Spanish Elections: a Socialist Wake-Up Call

Following recent elections, Spain’s Socialist Party plays a large role in its government.


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Spanish Prime Minister and Spanish Socialist Party (PSOE) candidate for prime minister Pedro Sanchez addresses supporters during the last campaign rally in Valencia.

Mira Sahi, Staff Writer

Spain has changed the scheme of current European politics with their Socialist Party taking 24 percent of their seats in government.

In what politicians have frequently called a “divided” political world, voters are being forced to sacrifice parts of their political views to be able to fit within a certain political platform. There are likely many Spanish citizens who object to pure socialism, but these citizens ended up voting for socialist representatives because their views aligned most closely with a socialist politician’s views.

Spain has many smaller parties that struggle to align with each other, and that prevents a coalition government. For example, Socialists will need to reach out to smaller parties and bring them into the fold if they hope to form a coalition and have enough seats to control the government. Spain is one example among many where this division in political thinking and voting is taking place. Venezuela reflects this trend as well.

Woodside economics teacher Gregory Griffiths has opinions on how socialism impacts the world and its politics.

“Socialism is a controversial political view,” Griffiths commented. “Every time a new Socialist Party gets elected to power, there will be critics because of the lack of success. Socialism has not had as viable a long term government and economic system. Venezuela is currently struggling under a socialist political structure.”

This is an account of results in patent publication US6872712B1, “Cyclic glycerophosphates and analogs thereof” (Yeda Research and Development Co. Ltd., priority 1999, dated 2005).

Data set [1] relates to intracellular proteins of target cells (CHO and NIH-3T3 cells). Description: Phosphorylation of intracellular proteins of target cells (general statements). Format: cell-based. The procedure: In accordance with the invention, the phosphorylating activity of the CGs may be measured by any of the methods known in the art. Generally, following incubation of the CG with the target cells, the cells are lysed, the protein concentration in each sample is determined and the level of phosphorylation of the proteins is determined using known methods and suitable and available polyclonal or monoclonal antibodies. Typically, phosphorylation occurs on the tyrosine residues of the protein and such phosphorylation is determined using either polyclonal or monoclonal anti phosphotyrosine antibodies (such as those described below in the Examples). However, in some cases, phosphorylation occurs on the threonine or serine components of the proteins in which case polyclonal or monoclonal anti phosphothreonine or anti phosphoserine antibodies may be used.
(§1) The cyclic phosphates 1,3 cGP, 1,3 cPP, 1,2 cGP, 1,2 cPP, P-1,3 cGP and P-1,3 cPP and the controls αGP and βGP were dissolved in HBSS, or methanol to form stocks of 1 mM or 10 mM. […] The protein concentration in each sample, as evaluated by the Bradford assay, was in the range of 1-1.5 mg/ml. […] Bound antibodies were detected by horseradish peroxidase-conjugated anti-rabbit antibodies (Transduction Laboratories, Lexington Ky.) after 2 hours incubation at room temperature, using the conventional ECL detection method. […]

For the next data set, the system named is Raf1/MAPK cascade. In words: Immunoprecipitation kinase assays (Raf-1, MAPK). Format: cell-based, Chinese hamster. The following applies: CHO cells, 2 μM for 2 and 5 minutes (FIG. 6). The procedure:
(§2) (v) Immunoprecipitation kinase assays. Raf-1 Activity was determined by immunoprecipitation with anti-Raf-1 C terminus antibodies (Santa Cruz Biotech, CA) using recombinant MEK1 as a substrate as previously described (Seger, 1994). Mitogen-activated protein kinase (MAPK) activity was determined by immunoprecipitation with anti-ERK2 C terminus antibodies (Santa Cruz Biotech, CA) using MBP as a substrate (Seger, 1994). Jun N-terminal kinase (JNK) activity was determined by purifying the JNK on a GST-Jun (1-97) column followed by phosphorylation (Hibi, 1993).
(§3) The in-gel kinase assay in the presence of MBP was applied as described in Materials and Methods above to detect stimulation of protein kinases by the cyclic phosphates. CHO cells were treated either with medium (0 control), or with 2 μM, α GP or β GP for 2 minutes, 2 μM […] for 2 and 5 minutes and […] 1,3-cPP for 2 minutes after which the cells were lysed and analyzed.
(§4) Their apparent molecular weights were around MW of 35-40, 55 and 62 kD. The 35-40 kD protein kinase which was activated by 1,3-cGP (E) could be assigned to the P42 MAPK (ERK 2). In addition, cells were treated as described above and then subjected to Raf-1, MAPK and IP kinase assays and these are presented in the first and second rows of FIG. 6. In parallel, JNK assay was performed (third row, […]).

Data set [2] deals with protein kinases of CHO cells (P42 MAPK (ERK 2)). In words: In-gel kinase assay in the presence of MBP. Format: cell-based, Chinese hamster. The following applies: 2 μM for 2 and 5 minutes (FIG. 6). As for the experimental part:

Griffiths went on to relate this trend to other European and American political systems.

“I don’t necessarily think Europe and America are shifting right as a whole,” Griffiths remarked. “Democratic socialism is becoming more popular with young Congress members such as Alexandria Ocasio-Cortez. Bernie Sanders was close to winning the Democratic nomination in our most previous election, and there were reports of ‘funny business’ occurring within the DNC surrounding the nomination.”

Griffiths also commented on the role that centrists play in our political arena.

“I think the left and right are moving farther from the center, and centrists aren’t sure which way to go,” Griffiths stated. “In the U.S., the third party is typically the scapegoat for the losing party. I think a two-party system causes voters to sacrifice parts of their political views to be able to fit within a certain political platform. This is where the ‘voting for the lesser evil’ mentality comes from.”

Socialism’s presence, although prevalent in Spain, is being felt all over the world. Perhaps democracy will make room for incorporating socialism into current policies; the 2020 elections may tell.